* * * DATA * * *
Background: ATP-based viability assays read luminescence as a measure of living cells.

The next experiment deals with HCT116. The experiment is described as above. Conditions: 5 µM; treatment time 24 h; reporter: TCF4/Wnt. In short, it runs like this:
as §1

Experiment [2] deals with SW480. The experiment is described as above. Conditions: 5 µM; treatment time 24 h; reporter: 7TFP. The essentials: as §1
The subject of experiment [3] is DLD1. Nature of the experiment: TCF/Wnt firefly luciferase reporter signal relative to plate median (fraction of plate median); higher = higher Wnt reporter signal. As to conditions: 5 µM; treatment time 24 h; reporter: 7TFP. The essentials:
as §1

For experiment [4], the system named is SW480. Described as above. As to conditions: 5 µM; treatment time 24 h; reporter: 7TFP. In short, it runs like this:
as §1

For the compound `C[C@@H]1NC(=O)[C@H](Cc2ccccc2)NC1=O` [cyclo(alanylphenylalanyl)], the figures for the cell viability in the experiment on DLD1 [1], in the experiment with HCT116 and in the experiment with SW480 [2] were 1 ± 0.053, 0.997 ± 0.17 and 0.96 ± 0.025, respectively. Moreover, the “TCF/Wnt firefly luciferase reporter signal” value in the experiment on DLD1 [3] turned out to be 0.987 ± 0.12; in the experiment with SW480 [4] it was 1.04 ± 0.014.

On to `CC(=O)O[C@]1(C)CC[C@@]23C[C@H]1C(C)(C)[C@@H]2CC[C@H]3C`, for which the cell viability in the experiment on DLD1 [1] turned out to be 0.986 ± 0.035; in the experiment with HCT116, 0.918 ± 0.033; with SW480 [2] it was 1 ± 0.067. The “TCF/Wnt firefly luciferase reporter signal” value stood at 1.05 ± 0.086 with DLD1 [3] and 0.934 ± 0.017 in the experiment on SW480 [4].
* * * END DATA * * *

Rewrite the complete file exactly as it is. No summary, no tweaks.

Background: ATP-based viability assays read luminescence as a measure of living cells.

The next experiment deals with HCT116. The experiment is described as above. Conditions: 5 µM; treatment time 24 h; reporter: TCF4/Wnt. In short, it runs like this:
as §1

Experiment [2] deals with SW480. The experiment is described as above. Conditions: 5 µM; treatment time 24 h; reporter: 7TFP. The essentials: as §1
The subject of experiment [3] is DLD1. Nature of the experiment: TCF/Wnt firefly luciferase reporter signal relative to plate median (fraction of plate median); higher = higher Wnt reporter signal. As to conditions: 5 µM; treatment time 24 h; reporter: 7TFP. The essentials:
as §1

For experiment [4], the system named is SW480. Described as above. As to conditions: 5 µM; treatment time 24 h; reporter: 7TFP. In short, it runs like this:
as §1

For the compound `C[C@@H]1NC(=O)[C@H](Cc2ccccc2)NC1=O` [cyclo(alanylphenylalanyl)], the figures for the cell viability in the experiment on DLD1 [1], in the experiment with HCT116 and in the experiment with SW480 [2] were 1 ± 0.053, 0.997 ± 0.17 and 0.96 ± 0.025, respectively. Moreover, the “TCF/Wnt firefly luciferase reporter signal” value in the experiment on DLD1 [3] turned out to be 0.987 ± 0.12; in the experiment with SW480 [4] it was 1.04 ± 0.014.

On to `CC(=O)O[C@]1(C)CC[C@@]23C[C@H]1C(C)(C)[C@@H]2CC[C@H]3C`, for which the cell viability in the experiment on DLD1 [1] turned out to be 0.986 ± 0.035; in the experiment with HCT116, 0.918 ± 0.033; with SW480 [2] it was 1 ± 0.067. The “TCF/Wnt firefly luciferase reporter signal” value stood at 1.05 ± 0.086 with DLD1 [3] and 0.934 ± 0.017 in the experiment on SW480 [4].